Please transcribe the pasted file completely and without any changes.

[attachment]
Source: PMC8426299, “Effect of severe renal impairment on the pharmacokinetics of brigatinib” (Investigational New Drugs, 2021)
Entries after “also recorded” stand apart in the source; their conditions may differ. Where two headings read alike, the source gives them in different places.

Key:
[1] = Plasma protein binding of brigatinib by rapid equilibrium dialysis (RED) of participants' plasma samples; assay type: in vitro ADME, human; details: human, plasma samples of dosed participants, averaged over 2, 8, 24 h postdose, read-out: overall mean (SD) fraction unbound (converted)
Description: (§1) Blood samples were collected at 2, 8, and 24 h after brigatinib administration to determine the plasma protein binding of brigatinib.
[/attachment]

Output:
Source: PMC8426299, “Effect of severe renal impairment on the pharmacokinetics of brigatinib” (Investigational New Drugs, 2021)
Entries after “also recorded” stand apart in the source; their conditions may differ. Where two headings read alike, the source gives them in different places.

Key:
[1] = Plasma protein binding of brigatinib by rapid equilibrium dialysis (RED) of participants' plasma samples; assay type: in vitro ADME, human; details: human, plasma samples of dosed participants, averaged over 2, 8, 24 h postdose, read-out: overall mean (SD) fraction unbound (converted)
Description: (§1) Blood samples were collected at 2, 8, and 24 h after brigatinib administration to determine the plasma protein binding of brigatinib.